Managing the First Exam

Most veteran professors would likely tell us that the first exam in their course makes a significant impact on the number of students who complete each section. In an age of increased accountability mandates to improve student retention and graduation rates, the more effective management of this critical milepost can have tremendous impact. Believing that each student about to complete their first course exam with a clear and accurate expectation of its content and format. Stated another way, there should be no significant surprises for a well-prepared student. Thus, the instructor should consider:

  • Develop the exam several weeks in advance, so in the sessions immediately prior to administering the exam, you can be assure to address all of its content;
  • Provide students a study guide of the concepts that will appear on the exam;
  • During the session immediately prior to the exam, conduct a thorough review. Consider also conducting an exercise that provides a sample of exam questions very similar to those that will appear on it;
  • During that same session, remind students of any supplies that would be required, as well as your procedure about storing their textbooks, book bags, etc. during the exam.
  • At the session during which the exam will be administered, arrive early to serve as a resource for those with a last minute question. Greet students if possible, and wish them well on the exam. Refrain from making statements about the ease or difficulty of the exam.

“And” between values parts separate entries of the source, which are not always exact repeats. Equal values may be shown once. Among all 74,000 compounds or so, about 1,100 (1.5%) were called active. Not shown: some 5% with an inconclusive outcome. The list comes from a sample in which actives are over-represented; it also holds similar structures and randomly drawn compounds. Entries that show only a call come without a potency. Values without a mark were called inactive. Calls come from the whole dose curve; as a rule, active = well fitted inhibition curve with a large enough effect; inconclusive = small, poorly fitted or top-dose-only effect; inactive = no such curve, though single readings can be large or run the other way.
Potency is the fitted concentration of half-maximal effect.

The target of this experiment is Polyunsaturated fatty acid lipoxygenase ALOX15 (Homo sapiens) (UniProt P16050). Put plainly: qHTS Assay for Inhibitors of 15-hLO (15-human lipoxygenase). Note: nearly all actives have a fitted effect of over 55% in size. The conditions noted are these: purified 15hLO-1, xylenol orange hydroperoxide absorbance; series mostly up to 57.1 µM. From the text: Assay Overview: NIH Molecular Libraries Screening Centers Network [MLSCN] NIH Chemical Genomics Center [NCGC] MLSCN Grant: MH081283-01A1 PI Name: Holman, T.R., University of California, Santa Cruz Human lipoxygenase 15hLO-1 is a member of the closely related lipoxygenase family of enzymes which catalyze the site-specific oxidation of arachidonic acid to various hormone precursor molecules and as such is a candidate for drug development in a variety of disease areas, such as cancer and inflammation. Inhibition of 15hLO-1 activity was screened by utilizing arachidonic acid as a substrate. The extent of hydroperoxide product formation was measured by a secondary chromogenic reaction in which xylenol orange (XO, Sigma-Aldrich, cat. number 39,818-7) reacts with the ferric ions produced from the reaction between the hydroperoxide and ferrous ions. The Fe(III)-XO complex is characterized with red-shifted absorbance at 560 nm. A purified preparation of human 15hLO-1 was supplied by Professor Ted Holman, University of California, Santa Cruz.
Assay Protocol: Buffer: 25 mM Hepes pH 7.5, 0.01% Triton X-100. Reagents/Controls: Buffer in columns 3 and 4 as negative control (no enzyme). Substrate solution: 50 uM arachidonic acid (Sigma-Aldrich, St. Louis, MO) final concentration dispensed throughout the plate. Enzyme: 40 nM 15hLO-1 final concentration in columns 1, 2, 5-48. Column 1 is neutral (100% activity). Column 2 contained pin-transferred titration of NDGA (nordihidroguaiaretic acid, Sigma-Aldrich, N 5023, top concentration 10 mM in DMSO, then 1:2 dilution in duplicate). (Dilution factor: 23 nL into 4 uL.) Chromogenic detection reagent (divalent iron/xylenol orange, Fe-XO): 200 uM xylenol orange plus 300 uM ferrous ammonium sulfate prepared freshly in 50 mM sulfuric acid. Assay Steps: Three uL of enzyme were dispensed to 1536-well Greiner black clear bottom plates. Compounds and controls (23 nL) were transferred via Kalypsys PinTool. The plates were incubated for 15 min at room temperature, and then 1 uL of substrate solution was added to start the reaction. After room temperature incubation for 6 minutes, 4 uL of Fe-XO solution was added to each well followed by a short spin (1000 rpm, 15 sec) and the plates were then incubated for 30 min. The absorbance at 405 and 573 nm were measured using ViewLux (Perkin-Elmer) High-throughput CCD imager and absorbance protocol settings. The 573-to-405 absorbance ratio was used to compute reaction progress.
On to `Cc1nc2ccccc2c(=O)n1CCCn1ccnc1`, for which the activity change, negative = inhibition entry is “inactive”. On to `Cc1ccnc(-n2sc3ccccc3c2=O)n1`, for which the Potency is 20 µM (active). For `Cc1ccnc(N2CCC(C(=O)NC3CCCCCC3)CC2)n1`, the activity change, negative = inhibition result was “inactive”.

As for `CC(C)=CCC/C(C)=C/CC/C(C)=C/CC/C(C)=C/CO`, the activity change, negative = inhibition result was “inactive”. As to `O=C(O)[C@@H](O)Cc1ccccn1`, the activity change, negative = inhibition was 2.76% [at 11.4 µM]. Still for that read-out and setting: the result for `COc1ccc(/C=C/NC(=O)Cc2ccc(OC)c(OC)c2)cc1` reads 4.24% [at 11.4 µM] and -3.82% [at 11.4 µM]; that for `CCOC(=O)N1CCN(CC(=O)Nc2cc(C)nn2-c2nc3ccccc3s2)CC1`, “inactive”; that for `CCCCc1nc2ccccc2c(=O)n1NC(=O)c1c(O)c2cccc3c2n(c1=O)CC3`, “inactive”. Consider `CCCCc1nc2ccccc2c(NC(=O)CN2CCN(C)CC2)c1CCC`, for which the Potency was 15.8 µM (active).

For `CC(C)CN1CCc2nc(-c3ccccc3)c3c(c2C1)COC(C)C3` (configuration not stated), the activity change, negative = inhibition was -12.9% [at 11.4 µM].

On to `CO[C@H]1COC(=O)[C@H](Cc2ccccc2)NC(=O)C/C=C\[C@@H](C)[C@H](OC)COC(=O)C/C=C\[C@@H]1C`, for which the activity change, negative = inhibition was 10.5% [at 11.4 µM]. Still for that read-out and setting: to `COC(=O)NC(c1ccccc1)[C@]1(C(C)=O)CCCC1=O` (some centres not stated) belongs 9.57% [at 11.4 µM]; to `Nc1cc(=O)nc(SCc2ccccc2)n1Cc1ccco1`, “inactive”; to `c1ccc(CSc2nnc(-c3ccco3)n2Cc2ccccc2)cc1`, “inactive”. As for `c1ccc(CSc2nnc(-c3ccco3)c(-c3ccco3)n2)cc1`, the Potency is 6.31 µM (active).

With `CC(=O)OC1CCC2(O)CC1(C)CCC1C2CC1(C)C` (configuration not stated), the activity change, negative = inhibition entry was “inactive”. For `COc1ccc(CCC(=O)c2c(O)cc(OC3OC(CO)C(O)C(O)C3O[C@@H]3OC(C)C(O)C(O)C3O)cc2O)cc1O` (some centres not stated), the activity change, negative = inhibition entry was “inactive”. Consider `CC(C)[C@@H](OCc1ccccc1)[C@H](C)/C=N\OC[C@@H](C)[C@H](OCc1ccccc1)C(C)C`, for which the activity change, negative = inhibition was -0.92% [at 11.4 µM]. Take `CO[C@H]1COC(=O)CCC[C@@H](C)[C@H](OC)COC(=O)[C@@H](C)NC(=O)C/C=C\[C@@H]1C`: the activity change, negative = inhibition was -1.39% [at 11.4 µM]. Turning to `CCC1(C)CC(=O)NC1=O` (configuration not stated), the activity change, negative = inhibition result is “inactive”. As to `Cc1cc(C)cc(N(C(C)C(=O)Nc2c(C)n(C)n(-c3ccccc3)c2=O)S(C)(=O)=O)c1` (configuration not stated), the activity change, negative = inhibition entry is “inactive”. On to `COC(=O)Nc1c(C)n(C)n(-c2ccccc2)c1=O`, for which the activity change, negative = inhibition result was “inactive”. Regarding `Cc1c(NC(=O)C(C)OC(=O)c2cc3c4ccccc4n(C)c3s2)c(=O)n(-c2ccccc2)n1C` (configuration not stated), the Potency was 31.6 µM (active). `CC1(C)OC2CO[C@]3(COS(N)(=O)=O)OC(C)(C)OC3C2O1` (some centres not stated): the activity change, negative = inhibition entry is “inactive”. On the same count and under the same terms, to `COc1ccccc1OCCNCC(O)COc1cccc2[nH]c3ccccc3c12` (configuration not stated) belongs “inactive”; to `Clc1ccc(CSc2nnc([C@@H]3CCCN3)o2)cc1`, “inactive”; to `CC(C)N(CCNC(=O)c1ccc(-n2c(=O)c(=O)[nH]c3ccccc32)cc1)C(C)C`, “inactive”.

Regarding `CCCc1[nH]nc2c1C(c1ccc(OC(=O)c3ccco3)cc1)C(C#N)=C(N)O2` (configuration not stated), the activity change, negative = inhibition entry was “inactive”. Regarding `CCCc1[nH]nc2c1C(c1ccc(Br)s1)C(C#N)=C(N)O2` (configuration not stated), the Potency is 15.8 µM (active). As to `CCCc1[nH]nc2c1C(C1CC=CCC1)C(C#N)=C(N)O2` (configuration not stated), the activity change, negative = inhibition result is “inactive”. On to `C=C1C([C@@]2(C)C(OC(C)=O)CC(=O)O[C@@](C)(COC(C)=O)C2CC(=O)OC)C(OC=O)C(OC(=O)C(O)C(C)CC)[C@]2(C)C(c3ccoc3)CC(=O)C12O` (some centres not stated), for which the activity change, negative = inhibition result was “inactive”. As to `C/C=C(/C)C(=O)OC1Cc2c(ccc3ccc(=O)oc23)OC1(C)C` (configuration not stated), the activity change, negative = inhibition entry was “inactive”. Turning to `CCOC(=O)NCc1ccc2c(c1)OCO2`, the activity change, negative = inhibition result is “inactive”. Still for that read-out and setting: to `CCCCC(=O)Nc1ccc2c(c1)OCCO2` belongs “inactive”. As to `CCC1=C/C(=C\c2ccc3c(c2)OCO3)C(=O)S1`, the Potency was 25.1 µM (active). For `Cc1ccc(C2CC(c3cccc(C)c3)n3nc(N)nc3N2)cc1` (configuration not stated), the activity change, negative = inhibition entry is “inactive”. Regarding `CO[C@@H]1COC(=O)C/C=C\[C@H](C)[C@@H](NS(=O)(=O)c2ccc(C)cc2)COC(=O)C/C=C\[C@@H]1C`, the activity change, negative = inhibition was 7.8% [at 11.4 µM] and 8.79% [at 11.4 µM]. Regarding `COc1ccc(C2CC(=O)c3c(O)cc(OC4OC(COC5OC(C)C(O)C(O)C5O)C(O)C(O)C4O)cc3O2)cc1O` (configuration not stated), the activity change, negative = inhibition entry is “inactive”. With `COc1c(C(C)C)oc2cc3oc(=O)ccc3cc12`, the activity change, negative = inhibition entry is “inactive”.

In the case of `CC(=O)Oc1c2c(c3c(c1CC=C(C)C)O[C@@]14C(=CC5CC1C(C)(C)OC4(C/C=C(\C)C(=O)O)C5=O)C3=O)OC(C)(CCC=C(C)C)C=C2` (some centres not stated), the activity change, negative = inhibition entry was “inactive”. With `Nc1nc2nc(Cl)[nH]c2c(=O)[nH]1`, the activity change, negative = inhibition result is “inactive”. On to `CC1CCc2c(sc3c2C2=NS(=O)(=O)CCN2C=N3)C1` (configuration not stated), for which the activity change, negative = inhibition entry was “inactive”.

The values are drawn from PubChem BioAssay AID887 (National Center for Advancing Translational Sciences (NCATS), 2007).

• At the regular starting time, ask if there are any final questions, and answer them briefly without comments such as "you should have. . .";
  • Ensure students' desks are free of un-required materials, then distribute the exams;
  • nform students where to deliver their completed exams, and provide details about resuming or dismissing the class (with the request to leave the room quietly);
  • If any students are missing, position yourself next to the door for a few minutes to ensure late entries do not disturb the students being tested;
  • After scoring the exams, calculate the range and mean of the results, and if possible, an item analysis of questions missed;
  • In reviewing the exam results at the following meeting, consider holding on to the answer sheets until the questions are reviewed and discussed;
  • Following distribution of the scored answer sheets, write the ranked scores on the board, along with the mean score;
  • Since students are likely to have added your class late, not purchased the expensive textbook in a timely fashion, etc. you might consider offering students an option if grades were less than satisfactory. For example, if they choose to write "Plan B" on the answer sheet for the second exam, you might "drop" the first exam score, and weight the final score on the remaining graded items. So, if there are four scheduled exams, plus a paper, each weighted at 20% of the final grade, you might offer the individual option to assign a weight of 25% to each of the remaining items.

Students often have very legitimate reasons for not performing well on the first exam. It should not necessarily "dig them a hole" from which they are unable to rescue themselves.

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